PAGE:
To have worries is a human thing and it's a natural part of life...however...sometimes our worries can get out of our control and they impact our lives and our heath...and we need help. It's okay to need help but are you asking for it? If your worrying is dominating your life and your ability to live within it...please talk to your doctor and/or treatment team.
Today I'd like to share an article with you about the affects worrying has on our bodies. Please give your life and your worries some thought as you read this and give thought too to what you can do for you moving forward. We do have choices.
As always this information is shared for your personal and entertainment use only and is not meant in any way to replace direct medical care from a qualified medical professional. If you have any questions about what you read here please contact your doctor.
Are you an excessive worrier? Perhaps you subconsciously think that if you "worry enough," you can prevent bad things from happening. But the fact is, worrying can affect the body in ways that may surprise you. When worrying becomes excessive, it can lead to feelings of high anxiety and even cause you to be physically ill.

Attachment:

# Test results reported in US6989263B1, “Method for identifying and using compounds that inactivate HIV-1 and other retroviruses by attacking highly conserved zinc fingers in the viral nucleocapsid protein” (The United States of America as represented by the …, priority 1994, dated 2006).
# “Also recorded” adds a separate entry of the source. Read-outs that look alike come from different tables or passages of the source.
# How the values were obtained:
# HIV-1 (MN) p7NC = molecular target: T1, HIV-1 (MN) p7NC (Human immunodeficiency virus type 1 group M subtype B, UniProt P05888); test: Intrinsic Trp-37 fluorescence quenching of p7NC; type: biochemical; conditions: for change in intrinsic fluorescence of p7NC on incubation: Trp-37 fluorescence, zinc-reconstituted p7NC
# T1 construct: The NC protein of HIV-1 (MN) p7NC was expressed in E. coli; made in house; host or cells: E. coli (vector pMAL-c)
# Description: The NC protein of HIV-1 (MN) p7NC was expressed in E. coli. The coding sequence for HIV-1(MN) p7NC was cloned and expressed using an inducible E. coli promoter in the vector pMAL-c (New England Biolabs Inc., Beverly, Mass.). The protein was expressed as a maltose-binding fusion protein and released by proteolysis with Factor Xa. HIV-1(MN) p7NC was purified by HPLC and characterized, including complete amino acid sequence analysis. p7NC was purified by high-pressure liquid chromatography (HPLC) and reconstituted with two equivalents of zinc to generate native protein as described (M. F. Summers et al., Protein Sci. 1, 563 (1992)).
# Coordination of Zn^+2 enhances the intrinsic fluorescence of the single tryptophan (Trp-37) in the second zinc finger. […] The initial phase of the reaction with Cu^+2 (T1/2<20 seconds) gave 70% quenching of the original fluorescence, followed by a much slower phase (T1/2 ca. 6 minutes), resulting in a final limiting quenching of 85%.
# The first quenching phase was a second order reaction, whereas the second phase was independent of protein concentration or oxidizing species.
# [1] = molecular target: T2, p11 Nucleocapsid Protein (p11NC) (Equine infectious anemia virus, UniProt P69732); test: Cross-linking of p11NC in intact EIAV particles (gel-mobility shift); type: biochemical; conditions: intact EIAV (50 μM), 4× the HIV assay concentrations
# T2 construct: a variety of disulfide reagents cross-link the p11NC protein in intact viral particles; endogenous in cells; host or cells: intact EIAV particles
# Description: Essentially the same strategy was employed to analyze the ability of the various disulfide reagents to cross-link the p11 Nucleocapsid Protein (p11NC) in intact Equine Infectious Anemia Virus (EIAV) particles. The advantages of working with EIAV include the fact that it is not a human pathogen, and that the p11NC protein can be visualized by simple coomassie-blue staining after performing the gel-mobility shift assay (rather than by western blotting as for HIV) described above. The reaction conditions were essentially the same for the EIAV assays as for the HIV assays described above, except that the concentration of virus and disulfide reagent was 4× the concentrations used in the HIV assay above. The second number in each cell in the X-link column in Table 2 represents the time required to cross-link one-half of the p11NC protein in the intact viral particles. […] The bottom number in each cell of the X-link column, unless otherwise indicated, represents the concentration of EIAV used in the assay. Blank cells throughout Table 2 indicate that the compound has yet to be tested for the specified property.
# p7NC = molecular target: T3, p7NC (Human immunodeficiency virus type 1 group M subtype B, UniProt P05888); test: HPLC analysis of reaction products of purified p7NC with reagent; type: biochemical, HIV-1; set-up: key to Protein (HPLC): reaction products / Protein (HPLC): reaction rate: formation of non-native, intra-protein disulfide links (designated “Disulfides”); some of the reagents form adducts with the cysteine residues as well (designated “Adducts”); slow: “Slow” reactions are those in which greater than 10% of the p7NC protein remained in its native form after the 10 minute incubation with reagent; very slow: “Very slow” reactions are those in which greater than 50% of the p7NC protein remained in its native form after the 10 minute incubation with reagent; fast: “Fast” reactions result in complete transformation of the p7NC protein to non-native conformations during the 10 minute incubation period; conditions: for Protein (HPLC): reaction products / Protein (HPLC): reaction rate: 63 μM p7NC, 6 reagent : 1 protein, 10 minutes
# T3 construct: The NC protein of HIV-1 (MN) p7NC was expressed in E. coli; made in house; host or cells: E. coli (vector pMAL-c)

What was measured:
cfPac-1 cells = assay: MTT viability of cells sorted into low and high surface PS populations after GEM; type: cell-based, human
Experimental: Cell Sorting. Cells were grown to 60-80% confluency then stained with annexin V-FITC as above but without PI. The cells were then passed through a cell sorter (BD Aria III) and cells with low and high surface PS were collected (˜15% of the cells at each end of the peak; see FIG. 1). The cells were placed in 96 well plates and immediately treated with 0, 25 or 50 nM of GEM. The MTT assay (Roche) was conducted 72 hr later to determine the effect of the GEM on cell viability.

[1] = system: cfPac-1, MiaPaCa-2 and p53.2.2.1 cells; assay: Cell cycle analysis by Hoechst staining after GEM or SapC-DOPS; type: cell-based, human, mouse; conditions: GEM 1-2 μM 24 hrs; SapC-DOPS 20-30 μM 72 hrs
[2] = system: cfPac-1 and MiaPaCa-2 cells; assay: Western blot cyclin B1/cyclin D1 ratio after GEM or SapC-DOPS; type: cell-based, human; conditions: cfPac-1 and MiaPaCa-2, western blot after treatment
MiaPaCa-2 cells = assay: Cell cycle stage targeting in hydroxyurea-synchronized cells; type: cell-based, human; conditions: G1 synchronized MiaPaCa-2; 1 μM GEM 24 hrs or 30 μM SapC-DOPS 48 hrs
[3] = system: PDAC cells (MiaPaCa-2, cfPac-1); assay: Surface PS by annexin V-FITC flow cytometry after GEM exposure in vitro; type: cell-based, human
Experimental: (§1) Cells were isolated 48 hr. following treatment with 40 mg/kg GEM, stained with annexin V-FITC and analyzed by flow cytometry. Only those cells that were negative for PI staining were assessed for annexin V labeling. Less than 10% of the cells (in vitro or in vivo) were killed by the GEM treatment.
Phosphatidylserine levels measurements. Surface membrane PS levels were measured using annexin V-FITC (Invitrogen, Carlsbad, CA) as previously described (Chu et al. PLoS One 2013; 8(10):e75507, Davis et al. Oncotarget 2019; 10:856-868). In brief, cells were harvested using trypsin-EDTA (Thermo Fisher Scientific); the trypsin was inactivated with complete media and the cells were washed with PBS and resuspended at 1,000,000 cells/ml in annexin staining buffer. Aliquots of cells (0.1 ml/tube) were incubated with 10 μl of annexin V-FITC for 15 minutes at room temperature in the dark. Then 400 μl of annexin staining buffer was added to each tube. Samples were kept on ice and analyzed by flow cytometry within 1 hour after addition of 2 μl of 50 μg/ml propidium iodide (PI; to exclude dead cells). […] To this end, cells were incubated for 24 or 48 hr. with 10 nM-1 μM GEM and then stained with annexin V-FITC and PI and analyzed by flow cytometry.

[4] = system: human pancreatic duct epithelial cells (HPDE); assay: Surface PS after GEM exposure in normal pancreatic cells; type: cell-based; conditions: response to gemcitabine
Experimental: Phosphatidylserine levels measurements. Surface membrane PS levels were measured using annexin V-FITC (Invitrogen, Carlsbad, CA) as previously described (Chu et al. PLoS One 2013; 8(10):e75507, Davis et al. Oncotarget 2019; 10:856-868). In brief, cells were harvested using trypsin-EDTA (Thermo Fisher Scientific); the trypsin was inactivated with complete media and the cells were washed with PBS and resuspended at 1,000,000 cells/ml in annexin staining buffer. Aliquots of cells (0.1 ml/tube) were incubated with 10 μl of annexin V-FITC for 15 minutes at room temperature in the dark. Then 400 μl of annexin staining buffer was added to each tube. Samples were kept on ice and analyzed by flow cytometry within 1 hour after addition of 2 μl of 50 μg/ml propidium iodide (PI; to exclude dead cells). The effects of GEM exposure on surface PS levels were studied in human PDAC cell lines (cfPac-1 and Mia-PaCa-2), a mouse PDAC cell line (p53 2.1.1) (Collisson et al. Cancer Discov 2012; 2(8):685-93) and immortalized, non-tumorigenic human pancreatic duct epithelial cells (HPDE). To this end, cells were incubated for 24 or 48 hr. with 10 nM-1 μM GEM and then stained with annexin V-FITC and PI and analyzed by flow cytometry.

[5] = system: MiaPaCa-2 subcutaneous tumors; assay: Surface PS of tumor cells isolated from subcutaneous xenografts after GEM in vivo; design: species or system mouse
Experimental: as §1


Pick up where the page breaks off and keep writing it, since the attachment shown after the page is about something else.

What Happens With Excessive Worrying?
Worrying is feeling uneasy or being overly concerned about a situation or problem. With excessive worrying, your mind and body go into overdrive as you constantly focus on "what might happen."
In the midst of excessive worrying, you may suffer with high anxiety -- even panic -- during waking hours. Many chronic worriers tell of feeling a sense of impending doom or unrealistic fears that only increase their worries. Ultra-sensitive to their environment and to the criticism of others, excessive worriers may see anything -- and anyone -- as a potential threat.
Chronic worrying affects your daily life so much that it interferes with your appetite, lifestyle habits, relationships, sleep, and job performance. Many people who worry excessively are so anxiety-ridden that they seek relief in harmful lifestyle habits such as overeating, cigarette smoking, or using alcohol and drugs.